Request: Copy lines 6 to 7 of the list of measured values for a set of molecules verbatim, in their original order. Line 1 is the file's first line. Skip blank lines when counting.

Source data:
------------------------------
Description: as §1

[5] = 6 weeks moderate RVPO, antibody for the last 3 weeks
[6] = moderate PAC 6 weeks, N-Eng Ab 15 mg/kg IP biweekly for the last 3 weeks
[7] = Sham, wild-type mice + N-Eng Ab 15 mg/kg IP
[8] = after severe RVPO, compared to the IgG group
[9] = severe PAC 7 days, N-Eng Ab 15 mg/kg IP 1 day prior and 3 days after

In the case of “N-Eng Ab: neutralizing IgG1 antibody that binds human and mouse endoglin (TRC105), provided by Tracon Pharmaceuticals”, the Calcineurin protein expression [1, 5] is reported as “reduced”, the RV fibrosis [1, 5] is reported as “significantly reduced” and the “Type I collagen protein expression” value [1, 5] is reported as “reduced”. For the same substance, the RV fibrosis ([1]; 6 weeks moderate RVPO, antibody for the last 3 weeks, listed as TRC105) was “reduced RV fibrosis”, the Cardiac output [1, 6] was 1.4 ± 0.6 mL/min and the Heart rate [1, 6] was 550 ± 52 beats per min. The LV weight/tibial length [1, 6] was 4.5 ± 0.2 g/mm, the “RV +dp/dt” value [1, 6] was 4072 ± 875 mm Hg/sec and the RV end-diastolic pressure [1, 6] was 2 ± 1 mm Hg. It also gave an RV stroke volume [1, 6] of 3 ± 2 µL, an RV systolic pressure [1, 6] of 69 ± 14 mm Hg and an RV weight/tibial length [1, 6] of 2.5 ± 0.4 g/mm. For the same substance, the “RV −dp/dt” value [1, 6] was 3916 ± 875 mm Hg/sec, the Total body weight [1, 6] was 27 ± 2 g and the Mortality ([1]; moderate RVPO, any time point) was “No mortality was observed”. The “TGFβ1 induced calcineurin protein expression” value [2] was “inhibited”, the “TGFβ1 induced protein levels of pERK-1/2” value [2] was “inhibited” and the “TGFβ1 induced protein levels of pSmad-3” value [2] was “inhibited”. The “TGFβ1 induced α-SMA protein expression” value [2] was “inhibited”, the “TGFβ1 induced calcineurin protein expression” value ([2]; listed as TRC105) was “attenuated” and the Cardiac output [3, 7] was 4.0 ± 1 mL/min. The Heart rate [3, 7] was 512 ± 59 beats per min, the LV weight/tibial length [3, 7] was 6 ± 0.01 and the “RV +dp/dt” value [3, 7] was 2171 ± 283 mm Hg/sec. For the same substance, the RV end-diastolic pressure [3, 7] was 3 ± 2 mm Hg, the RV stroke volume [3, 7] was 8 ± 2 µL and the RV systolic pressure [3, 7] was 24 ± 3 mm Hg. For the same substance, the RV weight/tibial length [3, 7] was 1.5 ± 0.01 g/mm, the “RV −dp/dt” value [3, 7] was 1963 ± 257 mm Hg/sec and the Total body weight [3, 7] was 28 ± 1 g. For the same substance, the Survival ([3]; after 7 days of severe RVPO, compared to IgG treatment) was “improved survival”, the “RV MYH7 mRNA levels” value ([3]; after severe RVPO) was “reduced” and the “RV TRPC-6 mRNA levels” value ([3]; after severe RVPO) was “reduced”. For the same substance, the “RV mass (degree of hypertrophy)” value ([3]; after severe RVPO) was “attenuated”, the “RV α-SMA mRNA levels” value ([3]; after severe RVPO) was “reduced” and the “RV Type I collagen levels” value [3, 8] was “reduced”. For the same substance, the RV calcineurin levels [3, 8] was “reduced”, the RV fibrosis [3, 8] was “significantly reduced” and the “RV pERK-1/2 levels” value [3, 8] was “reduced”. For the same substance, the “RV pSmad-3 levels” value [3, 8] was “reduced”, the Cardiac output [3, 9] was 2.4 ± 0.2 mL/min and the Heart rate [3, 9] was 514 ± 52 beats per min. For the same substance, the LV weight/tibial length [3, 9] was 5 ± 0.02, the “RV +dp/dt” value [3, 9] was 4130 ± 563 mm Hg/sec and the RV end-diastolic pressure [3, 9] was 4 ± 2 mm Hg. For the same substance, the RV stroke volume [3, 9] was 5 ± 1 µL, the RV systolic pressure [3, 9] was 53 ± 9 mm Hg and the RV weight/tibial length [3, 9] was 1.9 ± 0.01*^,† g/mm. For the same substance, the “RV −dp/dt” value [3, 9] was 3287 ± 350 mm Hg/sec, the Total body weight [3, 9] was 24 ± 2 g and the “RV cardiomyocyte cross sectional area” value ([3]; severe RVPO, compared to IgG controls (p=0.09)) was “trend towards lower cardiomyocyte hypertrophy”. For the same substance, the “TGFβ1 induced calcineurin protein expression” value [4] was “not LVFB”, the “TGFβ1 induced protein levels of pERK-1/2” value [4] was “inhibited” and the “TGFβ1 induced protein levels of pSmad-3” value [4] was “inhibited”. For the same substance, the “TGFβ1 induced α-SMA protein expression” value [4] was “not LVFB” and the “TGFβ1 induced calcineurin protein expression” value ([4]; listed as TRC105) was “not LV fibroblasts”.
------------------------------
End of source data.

[9] = severe PAC 7 days, N-Eng Ab 15 mg/kg IP 1 day prior and 3 days after

In the case of “N-Eng Ab: neutralizing IgG1 antibody that binds human and mouse endoglin (TRC105), provided by Tracon Pharmaceuticals”, the Calcineurin protein expression [1, 5] is reported as “reduced”, the RV fibrosis [1, 5] is reported as “significantly reduced” and the “Type I collagen protein expression” value [1, 5] is reported as “reduced”. For the same substance, the RV fibrosis ([1]; 6 weeks moderate RVPO, antibody for the last 3 weeks, listed as TRC105) was “reduced RV fibrosis”, the Cardiac output [1, 6] was 1.4 ± 0.6 mL/min and the Heart rate [1, 6] was 550 ± 52 beats per min. The LV weight/tibial length [1, 6] was 4.5 ± 0.2 g/mm, the “RV +dp/dt” value [1, 6] was 4072 ± 875 mm Hg/sec and the RV end-diastolic pressure [1, 6] was 2 ± 1 mm Hg. It also gave an RV stroke volume [1, 6] of 3 ± 2 µL, an RV systolic pressure [1, 6] of 69 ± 14 mm Hg and an RV weight/tibial length [1, 6] of 2.5 ± 0.4 g/mm. For the same substance, the “RV −dp/dt” value [1, 6] was 3916 ± 875 mm Hg/sec, the Total body weight [1, 6] was 27 ± 2 g and the Mortality ([1]; moderate RVPO, any time point) was “No mortality was observed”. The “TGFβ1 induced calcineurin protein expression” value [2] was “inhibited”, the “TGFβ1 induced protein levels of pERK-1/2” value [2] was “inhibited” and the “TGFβ1 induced protein levels of pSmad-3” value [2] was “inhibited”. The “TGFβ1 induced α-SMA protein expression” value [2] was “inhibited”, the “TGFβ1 induced calcineurin protein expression” value ([2]; listed as TRC105) was “attenuated” and the Cardiac output [3, 7] was 4.0 ± 1 mL/min. The Heart rate [3, 7] was 512 ± 59 beats per min, the LV weight/tibial length [3, 7] was 6 ± 0.01 and the “RV +dp/dt” value [3, 7] was 2171 ± 283 mm Hg/sec. For the same substance, the RV end-diastolic pressure [3, 7] was 3 ± 2 mm Hg, the RV stroke volume [3, 7] was 8 ± 2 µL and the RV systolic pressure [3, 7] was 24 ± 3 mm Hg. For the same substance, the RV weight/tibial length [3, 7] was 1.5 ± 0.01 g/mm, the “RV −dp/dt” value [3, 7] was 1963 ± 257 mm Hg/sec and the Total body weight [3, 7] was 28 ± 1 g. For the same substance, the Survival ([3]; after 7 days of severe RVPO, compared to IgG treatment) was “improved survival”, the “RV MYH7 mRNA levels” value ([3]; after severe RVPO) was “reduced” and the “RV TRPC-6 mRNA levels” value ([3]; after severe RVPO) was “reduced”. For the same substance, the “RV mass (degree of hypertrophy)” value ([3]; after severe RVPO) was “attenuated”, the “RV α-SMA mRNA levels” value ([3]; after severe RVPO) was “reduced” and the “RV Type I collagen levels” value [3, 8] was “reduced”. For the same substance, the RV calcineurin levels [3, 8] was “reduced”, the RV fibrosis [3, 8] was “significantly reduced” and the “RV pERK-1/2 levels” value [3, 8] was “reduced”. For the same substance, the “RV pSmad-3 levels” value [3, 8] was “reduced”, the Cardiac output [3, 9] was 2.4 ± 0.2 mL/min and the Heart rate [3, 9] was 514 ± 52 beats per min. For the same substance, the LV weight/tibial length [3, 9] was 5 ± 0.02, the “RV +dp/dt” value [3, 9] was 4130 ± 563 mm Hg/sec and the RV end-diastolic pressure [3, 9] was 4 ± 2 mm Hg. For the same substance, the RV stroke volume [3, 9] was 5 ± 1 µL, the RV systolic pressure [3, 9] was 53 ± 9 mm Hg and the RV weight/tibial length [3, 9] was 1.9 ± 0.01*^,† g/mm. For the same substance, the “RV −dp/dt” value [3, 9] was 3287 ± 350 mm Hg/sec, the Total body weight [3, 9] was 24 ± 2 g and the “RV cardiomyocyte cross sectional area” value ([3]; severe RVPO, compared to IgG controls (p=0.09)) was “trend towards lower cardiomyocyte hypertrophy”. For the same substance, the “TGFβ1 induced calcineurin protein expression” value [4] was “not LVFB”, the “TGFβ1 induced protein levels of pERK-1/2” value [4] was “inhibited” and the “TGFβ1 induced protein levels of pSmad-3” value [4] was “inhibited”. For the same substance, the “TGFβ1 induced α-SMA protein expression” value [4] was “not LVFB” and the “TGFβ1 induced calcineurin protein expression” value ([4]; listed as TRC105) was “not LV fibroblasts”.